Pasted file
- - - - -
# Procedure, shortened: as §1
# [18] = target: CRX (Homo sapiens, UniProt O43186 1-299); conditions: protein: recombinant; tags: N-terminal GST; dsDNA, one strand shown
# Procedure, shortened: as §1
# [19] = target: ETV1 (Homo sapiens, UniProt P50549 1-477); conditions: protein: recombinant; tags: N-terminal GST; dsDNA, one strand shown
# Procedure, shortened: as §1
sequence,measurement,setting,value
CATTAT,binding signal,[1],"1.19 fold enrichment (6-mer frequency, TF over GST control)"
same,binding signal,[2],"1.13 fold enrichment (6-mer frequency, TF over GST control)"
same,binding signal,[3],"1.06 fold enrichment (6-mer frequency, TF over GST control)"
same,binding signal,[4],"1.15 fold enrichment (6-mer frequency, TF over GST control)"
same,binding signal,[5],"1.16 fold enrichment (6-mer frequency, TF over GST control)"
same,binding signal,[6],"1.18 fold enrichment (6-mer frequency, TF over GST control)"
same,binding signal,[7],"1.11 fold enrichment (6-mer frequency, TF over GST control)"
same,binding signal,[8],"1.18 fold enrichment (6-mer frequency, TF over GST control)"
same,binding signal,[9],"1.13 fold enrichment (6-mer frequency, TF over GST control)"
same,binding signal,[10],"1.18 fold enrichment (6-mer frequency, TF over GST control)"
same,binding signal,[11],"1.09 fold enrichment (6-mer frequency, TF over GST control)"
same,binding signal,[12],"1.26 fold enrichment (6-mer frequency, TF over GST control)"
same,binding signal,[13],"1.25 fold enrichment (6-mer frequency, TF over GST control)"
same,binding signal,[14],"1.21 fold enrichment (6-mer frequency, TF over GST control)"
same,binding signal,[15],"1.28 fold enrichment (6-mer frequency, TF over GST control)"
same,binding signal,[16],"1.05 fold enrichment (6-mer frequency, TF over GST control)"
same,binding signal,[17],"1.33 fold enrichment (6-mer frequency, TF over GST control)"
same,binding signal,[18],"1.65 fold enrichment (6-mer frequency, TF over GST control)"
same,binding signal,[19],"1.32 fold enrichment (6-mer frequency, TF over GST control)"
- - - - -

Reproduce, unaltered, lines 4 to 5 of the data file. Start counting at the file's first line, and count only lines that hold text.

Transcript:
# [19] = target: ETV1 (Homo sapiens, UniProt P50549 1-477); conditions: protein: recombinant; tags: N-terminal GST; dsDNA, one strand shown
# Procedure, shortened: as §1